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Let’s take a look at the common verb “to use” 用 yòng to learn a bit more about how words are structured in Chinese while also getting a deeper understanding of the character itself.
I remember 用 by looking at its two main components, which are 月 with a stick through it 丨. 月 (yuè) as many of you already know is the Chinese character for “Moon”, and wouldn’t it be great if you could put the Moon on a stick and USE its light at nighttime?
用 can be used in a number of different ways when combined with other characters. First, let’s look at these three resultative complements:
All of these words are starting with the verb 用 and then following it up with the result of said “use”.
▷用完, literally “use finish”, is the most generic way of indicating that you’ve used up something. It’s finished now, so you can’t use it anymore.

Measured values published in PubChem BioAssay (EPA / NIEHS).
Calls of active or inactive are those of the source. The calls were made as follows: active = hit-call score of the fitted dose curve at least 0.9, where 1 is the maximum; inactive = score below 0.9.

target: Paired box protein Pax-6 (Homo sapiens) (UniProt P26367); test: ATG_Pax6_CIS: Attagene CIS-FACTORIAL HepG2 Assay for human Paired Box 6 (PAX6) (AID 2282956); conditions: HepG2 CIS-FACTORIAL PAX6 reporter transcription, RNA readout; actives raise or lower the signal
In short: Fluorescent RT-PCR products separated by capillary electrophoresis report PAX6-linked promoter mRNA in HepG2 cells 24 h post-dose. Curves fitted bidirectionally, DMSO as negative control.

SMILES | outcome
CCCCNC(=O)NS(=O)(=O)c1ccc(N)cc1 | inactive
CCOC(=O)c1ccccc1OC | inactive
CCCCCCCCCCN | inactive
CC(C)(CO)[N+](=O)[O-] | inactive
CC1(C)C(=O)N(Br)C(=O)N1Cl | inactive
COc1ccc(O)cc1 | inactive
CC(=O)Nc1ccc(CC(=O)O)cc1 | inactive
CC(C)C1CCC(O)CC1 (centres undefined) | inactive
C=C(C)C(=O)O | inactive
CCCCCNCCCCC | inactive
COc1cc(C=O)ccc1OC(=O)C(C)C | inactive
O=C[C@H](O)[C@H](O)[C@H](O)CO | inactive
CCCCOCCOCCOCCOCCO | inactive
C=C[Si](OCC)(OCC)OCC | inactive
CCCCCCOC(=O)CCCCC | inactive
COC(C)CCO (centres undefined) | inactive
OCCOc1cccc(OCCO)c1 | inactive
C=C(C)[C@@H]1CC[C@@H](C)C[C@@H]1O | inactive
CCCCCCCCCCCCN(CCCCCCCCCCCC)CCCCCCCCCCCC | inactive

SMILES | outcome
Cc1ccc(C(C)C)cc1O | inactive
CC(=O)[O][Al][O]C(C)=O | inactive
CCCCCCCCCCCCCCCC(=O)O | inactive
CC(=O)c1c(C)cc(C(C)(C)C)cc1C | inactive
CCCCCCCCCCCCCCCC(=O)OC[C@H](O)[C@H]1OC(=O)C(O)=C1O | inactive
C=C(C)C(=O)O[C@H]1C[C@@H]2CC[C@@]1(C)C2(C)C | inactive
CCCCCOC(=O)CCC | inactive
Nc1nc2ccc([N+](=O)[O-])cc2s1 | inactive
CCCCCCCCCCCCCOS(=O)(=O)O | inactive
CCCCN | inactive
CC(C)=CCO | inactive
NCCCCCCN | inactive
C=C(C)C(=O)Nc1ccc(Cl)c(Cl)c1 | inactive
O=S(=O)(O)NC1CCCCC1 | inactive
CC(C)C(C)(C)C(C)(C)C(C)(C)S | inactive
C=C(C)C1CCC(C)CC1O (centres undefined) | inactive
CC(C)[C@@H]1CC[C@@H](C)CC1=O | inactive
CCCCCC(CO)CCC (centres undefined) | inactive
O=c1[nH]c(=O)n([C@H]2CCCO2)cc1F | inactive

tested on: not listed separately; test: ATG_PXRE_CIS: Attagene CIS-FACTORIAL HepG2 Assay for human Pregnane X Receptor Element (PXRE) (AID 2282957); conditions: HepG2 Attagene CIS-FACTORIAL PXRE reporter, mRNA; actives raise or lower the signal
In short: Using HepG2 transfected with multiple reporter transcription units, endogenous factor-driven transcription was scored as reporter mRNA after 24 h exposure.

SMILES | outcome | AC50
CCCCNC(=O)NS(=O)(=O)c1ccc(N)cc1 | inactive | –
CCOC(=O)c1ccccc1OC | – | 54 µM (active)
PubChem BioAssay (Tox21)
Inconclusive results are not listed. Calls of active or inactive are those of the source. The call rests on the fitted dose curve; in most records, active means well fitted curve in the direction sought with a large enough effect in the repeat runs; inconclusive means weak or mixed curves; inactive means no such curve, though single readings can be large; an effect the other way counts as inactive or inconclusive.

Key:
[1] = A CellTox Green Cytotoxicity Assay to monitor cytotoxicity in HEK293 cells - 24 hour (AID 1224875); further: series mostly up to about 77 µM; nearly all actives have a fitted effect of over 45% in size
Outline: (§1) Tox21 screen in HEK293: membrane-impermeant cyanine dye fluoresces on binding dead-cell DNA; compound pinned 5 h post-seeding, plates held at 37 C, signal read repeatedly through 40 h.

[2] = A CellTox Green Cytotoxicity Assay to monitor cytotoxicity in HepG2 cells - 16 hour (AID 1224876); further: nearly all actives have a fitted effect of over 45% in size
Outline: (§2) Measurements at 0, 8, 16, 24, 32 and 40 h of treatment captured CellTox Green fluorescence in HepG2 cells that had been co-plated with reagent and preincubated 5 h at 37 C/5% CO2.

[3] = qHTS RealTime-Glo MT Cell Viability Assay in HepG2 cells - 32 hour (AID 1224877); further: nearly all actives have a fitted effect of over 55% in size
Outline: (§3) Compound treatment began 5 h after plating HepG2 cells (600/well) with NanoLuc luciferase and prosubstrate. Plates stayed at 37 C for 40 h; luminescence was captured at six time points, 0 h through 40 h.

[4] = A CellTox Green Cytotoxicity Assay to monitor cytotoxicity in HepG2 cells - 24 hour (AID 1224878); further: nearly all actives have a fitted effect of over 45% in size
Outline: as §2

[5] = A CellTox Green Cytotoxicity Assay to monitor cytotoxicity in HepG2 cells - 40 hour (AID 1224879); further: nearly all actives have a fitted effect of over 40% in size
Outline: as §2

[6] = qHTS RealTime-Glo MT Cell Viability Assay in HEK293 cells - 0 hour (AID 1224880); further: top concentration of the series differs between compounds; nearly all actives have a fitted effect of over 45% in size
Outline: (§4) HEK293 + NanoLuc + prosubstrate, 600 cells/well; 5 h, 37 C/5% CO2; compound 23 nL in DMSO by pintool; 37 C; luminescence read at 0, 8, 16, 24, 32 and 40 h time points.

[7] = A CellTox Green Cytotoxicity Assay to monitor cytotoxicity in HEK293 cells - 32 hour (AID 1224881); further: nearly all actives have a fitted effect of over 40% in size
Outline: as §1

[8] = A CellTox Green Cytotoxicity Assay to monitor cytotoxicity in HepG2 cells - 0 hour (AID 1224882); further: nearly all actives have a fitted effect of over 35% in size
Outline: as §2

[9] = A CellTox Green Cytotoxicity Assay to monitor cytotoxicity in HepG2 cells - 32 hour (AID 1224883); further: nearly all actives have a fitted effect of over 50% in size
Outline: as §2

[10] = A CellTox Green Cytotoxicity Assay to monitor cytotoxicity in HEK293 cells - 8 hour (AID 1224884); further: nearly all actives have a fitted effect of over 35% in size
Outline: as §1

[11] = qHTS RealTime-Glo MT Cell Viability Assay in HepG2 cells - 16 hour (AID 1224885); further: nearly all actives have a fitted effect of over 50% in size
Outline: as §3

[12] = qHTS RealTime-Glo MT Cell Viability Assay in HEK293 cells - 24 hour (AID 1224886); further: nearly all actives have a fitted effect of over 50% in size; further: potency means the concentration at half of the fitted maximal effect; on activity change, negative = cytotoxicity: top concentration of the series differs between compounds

▷A cool way of telling someone to get more out of a physical activity is to tell them to 用力 (lì), which literally translate to “use power”, and can be applied to any situation where putting more physical effort into a given task (e.g. scrubbing a table).
▷What if what you need to put more effort into “using” is more psychological in nature? Well, “use” your “heart” 用心 (xīn) to do the task “with concentrated attention”.
▷If something is “useful”, it “has use”, which is the direct translation of the Mandarin word for “useful” 有用 (yǒu).
▷If something is “practical” it has “real” (实 shí) “use” (用), and thus came the highly logical Chinese word for practical 实用.
▷Finally, if you ever simply want to say that there is “no need” for something, you can simply say 不用 búyòng. Often times after you thank someone by saying “谢谢” (xièxie- “thanks”), they will respond politely with “不用谢”, aka “No need for thanks”.
Are you starting to see how 有用 learning characters is? Keep it up and your ever-growing interest in Chinese will never be 用完.